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Title

Automated connection of diagnostics with instant outbreak triage and live global surveillance for TB

AuthorsZamin Iqbal; Phelim Bradley; Mark Thomsit; Simon Heys; Penelope Wintringer; Mariana López; Martin Hunt; Michael Hall; Simon Grandjean; David Moore; Comas, Iñaki
Issue Date5-Jul-2019
CitationApplied Bioinformatics and Public Health Microbiology (2019)
AbstractM. tuberculosis, causal agent of the disease tuberculosis (TB) causes over a million deaths annually, and is responsible for as much as 1/3 of drug resistant infections globally. Genomics offers a route to rapid and comprehensive diagnostics, and if we could enable default (or at least common) data-sharing, there would be huge global benefits for public health epidemiology and drug discovery. However, the transition from research to routine public health usage is challenging: high and low burden countries have different needs, there is no directly useful way to share, and the act of sharing currently offers no direct benefit to the person doing it. We set out to build a publicly available service to address this. Mykrobe Atlas provides rapid offline diagnostics for illumina or nanopore data, that run on a laptop. When a network connection is available, the raw sequence data is synched to the EBI, decontaminated of human and HIV data, and deposited in the ENA under embargo. Rapid turnaround (minutes) gives comparison with a live updated database of all TB ever deposited in NCBI/EBI, including identification of potential outbreak clusters. The user is able to filter and visualise the global set by genetic, geographical, or metadata criteria (e.g. phenotype). The global library of TB uses the BIGSI search index (Bradley et al, 2019), which scales to millions of samples, distributed across multiple disks (low RAM usage). On a slower timescale (within an hour) the data is run through the full variation analysis pipeline that is being evaluated at Public Health England. Of particular note is the system that allows countries to participate while maintaining control of their data, by supporting centralised data with access control *and* distributed databases controlled by the data owners. I will discuss this concretely by looking at a real data from an ongoing (1993-2018) outbreak from the Canary Islands in the context of our current database of over 38,250 M. tuberculosis isolates. I will show how we find both the known outbreak samples from Valencia and Canary Islands, and also related samples from across Europe and Africa. I will finish by detailing future plans, including public availability, incorporation of 100k genomes including thousands with phenotypes, upload of lossy compressed data when internet bandwidth is low, and integration with Nextstrain.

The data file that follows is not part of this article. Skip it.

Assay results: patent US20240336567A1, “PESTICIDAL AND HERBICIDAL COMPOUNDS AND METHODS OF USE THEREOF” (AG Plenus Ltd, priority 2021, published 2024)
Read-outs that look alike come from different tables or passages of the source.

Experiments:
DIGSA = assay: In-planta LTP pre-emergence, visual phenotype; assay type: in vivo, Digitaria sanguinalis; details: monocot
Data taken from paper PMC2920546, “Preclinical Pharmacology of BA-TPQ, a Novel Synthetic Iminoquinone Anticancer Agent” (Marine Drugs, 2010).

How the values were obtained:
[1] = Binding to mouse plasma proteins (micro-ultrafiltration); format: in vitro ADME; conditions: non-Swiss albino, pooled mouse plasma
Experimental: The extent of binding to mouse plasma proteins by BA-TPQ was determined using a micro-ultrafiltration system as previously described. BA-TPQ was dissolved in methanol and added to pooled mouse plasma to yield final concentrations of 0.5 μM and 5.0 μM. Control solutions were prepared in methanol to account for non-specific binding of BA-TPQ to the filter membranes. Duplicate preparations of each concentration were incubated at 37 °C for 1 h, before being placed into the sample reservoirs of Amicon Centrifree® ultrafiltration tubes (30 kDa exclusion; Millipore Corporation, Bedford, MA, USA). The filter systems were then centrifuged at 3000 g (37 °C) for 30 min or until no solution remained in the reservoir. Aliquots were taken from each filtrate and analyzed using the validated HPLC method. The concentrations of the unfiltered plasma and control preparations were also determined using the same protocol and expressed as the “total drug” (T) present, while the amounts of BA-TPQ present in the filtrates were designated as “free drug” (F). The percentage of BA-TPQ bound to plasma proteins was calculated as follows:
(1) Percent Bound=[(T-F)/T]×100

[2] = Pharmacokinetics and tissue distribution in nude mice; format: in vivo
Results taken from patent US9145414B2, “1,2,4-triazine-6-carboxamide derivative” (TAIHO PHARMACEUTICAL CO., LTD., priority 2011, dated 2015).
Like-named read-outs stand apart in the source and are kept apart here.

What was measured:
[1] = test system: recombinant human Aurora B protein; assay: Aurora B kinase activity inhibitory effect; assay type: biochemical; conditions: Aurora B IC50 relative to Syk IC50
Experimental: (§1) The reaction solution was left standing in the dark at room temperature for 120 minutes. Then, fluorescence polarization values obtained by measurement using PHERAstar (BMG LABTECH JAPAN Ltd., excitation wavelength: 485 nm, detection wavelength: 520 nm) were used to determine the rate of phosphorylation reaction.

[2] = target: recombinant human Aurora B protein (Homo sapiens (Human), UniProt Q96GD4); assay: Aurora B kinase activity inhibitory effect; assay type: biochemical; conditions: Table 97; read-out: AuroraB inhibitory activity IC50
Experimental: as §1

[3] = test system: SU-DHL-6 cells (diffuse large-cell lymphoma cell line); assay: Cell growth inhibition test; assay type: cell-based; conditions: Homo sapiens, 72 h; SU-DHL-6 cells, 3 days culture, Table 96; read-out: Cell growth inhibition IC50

DescriptionTrabajo presentado en el Applied Bioinformatics and Public Health Microbiology Cambridge, UK, 5-7 June 2019
URIhttp://hdl.handle.net/10261/206982
Appears in Collections:(IBV) Comunicaciones congresos
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